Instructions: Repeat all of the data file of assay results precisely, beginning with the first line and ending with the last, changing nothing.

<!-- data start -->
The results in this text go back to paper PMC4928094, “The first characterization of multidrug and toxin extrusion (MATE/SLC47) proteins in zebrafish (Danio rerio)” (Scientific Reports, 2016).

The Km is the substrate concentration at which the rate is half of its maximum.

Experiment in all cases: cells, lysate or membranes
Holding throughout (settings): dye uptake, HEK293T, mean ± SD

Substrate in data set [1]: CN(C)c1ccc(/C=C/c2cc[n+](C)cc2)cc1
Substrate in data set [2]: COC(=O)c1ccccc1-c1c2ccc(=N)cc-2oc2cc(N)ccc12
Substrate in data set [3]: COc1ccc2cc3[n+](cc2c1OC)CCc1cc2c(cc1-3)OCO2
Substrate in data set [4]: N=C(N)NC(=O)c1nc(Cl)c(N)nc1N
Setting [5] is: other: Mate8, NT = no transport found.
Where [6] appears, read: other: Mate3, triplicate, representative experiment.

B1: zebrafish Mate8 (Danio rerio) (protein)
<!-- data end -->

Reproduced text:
The results in this text go back to paper PMC4928094, “The first characterization of multidrug and toxin extrusion (MATE/SLC47) proteins in zebrafish (Danio rerio)” (Scientific Reports, 2016).

The Km is the substrate concentration at which the rate is half of its maximum.

Experiment in all cases: cells, lysate or membranes
Holding throughout (settings): dye uptake, HEK293T, mean ± SD

Substrate in data set [1]: CN(C)c1ccc(/C=C/c2cc[n+](C)cc2)cc1
Substrate in data set [2]: COC(=O)c1ccccc1-c1c2ccc(=N)cc-2oc2cc(N)ccc12
Substrate in data set [3]: COc1ccc2cc3[n+](cc2c1OC)CCc1cc2c(cc1-3)OCO2
Substrate in data set [4]: N=C(N)NC(=O)c1nc(Cl)c(N)nc1N
Setting [5] is: other: Mate8, NT = no transport found.
Where [6] appears, read: other: Mate3, triplicate, representative experiment.

B1: zebrafish Mate8 (Danio rerio) (protein)